Originally, an investment banker from London, Drucker was first published in German in 1930. He then went on to write 39 books on management and wrote editorial for WSJ for 20 years. At the height of the financial chaos, one WSJ issue carried his picture on the front page titled "What would Peter do?" – as if the question was being put to, if you may, a body of knowledge collectively known as Peter F. Drucker.
Drucker was also titled "the father of modern management". His writings have remained remarkably relevant up to and beyond Y2K era, at times touching daily life; his lessons in leadership and managing change offered a very fresh thinking; his passion towards non-profit organizations were of a true spirit; his “predictions” of corporate events such as fall of General Motors – which he actually helped build in 1950's, make him stand ahead of his time. Same as most of visionaries, perhaps. But if one is looking, there is a pattern to be found in Drucker’s digests – the advices pertain to the fundamentals, they encompass overall entropy of the system and urged to find solutions by referring to the organism’s inherent nature, and they were kept simple, brief and generic at times by cleaver wordplay.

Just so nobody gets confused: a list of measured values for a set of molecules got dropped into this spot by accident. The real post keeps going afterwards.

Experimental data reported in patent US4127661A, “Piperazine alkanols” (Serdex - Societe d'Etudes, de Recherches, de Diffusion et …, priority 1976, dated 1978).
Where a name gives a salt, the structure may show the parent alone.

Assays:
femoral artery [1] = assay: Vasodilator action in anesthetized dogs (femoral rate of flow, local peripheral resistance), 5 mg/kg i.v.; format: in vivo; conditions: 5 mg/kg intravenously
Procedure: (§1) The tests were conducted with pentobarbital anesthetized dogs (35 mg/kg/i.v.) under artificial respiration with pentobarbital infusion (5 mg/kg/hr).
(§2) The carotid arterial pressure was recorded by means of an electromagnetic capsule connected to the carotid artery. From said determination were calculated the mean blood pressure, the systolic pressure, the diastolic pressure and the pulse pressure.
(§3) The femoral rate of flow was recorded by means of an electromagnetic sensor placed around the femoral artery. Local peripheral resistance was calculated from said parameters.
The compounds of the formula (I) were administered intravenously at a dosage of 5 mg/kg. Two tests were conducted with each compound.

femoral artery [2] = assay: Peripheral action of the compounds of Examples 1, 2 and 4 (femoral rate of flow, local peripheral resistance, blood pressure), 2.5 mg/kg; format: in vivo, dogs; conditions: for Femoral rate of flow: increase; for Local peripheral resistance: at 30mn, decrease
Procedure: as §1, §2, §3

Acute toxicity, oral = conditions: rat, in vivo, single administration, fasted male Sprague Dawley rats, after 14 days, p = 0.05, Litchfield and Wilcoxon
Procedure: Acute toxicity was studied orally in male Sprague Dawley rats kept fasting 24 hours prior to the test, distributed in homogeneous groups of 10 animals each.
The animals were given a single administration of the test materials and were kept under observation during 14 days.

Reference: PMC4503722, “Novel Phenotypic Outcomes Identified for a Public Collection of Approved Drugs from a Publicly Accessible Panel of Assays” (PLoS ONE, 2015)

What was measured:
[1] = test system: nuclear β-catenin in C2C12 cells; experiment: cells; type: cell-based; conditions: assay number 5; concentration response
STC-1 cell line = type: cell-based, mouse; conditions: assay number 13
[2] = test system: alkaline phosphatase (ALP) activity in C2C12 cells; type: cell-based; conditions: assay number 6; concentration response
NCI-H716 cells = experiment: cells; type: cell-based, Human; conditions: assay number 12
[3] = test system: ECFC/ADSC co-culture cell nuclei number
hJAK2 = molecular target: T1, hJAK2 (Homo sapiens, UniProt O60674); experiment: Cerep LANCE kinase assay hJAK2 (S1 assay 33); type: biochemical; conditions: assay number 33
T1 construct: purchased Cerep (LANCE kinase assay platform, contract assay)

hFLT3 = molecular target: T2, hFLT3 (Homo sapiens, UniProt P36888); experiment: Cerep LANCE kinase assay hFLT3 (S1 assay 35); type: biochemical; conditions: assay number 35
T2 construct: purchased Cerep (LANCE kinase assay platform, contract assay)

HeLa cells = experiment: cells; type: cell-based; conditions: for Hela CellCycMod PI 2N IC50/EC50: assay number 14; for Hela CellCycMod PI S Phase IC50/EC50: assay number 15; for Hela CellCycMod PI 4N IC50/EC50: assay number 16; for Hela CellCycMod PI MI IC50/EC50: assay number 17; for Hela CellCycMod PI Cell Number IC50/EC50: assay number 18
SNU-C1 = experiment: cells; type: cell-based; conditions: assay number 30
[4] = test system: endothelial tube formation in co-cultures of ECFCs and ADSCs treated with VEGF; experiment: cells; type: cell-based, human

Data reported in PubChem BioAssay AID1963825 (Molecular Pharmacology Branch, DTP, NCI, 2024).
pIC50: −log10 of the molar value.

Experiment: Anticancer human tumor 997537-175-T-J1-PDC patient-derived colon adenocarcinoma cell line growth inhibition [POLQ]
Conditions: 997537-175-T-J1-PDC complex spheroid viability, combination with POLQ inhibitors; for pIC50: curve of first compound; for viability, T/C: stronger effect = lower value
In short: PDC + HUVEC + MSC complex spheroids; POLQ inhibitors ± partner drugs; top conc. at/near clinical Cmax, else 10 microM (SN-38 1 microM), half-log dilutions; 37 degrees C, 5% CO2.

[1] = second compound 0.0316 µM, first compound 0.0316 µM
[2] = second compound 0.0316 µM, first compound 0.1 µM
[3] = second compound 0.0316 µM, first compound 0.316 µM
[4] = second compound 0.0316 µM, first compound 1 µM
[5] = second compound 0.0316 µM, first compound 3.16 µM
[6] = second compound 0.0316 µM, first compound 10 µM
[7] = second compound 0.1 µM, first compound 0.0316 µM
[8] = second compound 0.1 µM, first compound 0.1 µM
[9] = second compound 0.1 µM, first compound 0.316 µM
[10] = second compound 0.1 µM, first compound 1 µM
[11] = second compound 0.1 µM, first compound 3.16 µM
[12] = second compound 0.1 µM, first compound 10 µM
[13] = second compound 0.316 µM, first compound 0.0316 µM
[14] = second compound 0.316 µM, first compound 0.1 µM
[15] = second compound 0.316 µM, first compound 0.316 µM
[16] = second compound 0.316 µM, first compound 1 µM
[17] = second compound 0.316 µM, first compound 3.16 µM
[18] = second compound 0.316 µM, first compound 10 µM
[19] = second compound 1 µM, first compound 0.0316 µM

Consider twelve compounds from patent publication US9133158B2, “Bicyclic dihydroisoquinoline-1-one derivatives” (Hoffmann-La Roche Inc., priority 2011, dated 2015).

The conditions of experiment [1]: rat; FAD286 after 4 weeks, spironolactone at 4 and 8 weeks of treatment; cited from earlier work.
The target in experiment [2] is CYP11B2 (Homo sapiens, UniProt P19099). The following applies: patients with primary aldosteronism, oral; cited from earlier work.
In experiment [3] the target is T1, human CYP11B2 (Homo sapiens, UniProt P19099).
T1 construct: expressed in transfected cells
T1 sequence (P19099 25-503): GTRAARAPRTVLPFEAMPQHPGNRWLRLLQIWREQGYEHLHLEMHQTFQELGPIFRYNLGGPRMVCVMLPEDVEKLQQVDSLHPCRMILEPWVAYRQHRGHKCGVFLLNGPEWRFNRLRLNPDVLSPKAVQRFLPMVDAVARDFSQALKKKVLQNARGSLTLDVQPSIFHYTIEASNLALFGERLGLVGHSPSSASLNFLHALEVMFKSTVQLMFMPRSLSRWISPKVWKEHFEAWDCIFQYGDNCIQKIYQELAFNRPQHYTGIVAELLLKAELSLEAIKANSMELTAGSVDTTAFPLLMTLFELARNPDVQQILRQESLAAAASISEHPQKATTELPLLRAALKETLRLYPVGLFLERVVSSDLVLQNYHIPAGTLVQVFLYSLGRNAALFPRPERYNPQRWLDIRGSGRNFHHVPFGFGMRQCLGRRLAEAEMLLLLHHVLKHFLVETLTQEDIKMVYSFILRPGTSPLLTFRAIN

What shall follow is a three-part series wherein some from Ducker's best of articles would be featured. A humble tribute [update] starting with Managing Oneself where Drucker sets goals, objectives and responsibilities for the Knowledge Worker.
- See also:
- Series article: Managing Oneself - by Peter Drucker